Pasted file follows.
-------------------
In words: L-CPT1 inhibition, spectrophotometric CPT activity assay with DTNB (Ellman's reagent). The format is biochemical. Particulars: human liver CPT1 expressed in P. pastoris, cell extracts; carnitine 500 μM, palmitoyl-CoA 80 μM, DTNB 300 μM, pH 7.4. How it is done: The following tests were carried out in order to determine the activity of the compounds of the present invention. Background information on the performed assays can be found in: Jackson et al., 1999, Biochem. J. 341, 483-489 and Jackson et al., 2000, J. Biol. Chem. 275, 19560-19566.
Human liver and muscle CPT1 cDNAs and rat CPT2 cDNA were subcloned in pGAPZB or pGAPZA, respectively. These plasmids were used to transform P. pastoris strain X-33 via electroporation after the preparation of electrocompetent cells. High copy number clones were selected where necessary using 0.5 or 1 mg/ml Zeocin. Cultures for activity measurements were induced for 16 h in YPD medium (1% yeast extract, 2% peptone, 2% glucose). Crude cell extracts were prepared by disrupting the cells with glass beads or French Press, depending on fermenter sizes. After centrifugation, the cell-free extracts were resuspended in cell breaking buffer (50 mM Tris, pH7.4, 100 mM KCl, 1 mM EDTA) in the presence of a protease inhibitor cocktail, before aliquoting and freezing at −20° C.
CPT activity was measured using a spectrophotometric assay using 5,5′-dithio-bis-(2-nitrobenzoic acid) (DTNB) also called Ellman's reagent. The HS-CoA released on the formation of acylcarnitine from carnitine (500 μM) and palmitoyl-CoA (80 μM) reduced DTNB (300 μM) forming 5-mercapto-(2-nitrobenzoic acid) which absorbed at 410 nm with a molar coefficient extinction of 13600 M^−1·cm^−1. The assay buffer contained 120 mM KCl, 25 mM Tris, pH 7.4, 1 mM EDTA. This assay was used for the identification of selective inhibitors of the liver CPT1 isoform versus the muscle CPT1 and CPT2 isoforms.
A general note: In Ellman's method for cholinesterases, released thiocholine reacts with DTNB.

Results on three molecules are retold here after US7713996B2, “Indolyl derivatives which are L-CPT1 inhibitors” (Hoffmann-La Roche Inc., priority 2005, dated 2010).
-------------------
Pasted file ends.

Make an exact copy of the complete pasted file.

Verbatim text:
In words: L-CPT1 inhibition, spectrophotometric CPT activity assay with DTNB (Ellman's reagent). The format is biochemical. Particulars: human liver CPT1 expressed in P. pastoris, cell extracts; carnitine 500 μM, palmitoyl-CoA 80 μM, DTNB 300 μM, pH 7.4. How it is done: The following tests were carried out in order to determine the activity of the compounds of the present invention. Background information on the performed assays can be found in: Jackson et al., 1999, Biochem. J. 341, 483-489 and Jackson et al., 2000, J. Biol. Chem. 275, 19560-19566.
Human liver and muscle CPT1 cDNAs and rat CPT2 cDNA were subcloned in pGAPZB or pGAPZA, respectively. These plasmids were used to transform P. pastoris strain X-33 via electroporation after the preparation of electrocompetent cells. High copy number clones were selected where necessary using 0.5 or 1 mg/ml Zeocin. Cultures for activity measurements were induced for 16 h in YPD medium (1% yeast extract, 2% peptone, 2% glucose). Crude cell extracts were prepared by disrupting the cells with glass beads or French Press, depending on fermenter sizes. After centrifugation, the cell-free extracts were resuspended in cell breaking buffer (50 mM Tris, pH7.4, 100 mM KCl, 1 mM EDTA) in the presence of a protease inhibitor cocktail, before aliquoting and freezing at −20° C.
CPT activity was measured using a spectrophotometric assay using 5,5′-dithio-bis-(2-nitrobenzoic acid) (DTNB) also called Ellman's reagent. The HS-CoA released on the formation of acylcarnitine from carnitine (500 μM) and palmitoyl-CoA (80 μM) reduced DTNB (300 μM) forming 5-mercapto-(2-nitrobenzoic acid) which absorbed at 410 nm with a molar coefficient extinction of 13600 M^−1·cm^−1. The assay buffer contained 120 mM KCl, 25 mM Tris, pH 7.4, 1 mM EDTA. This assay was used for the identification of selective inhibitors of the liver CPT1 isoform versus the muscle CPT1 and CPT2 isoforms.
A general note: In Ellman's method for cholinesterases, released thiocholine reacts with DTNB.

Results on three molecules are retold here after US7713996B2, “Indolyl derivatives which are L-CPT1 inhibitors” (Hoffmann-La Roche Inc., priority 2005, dated 2010).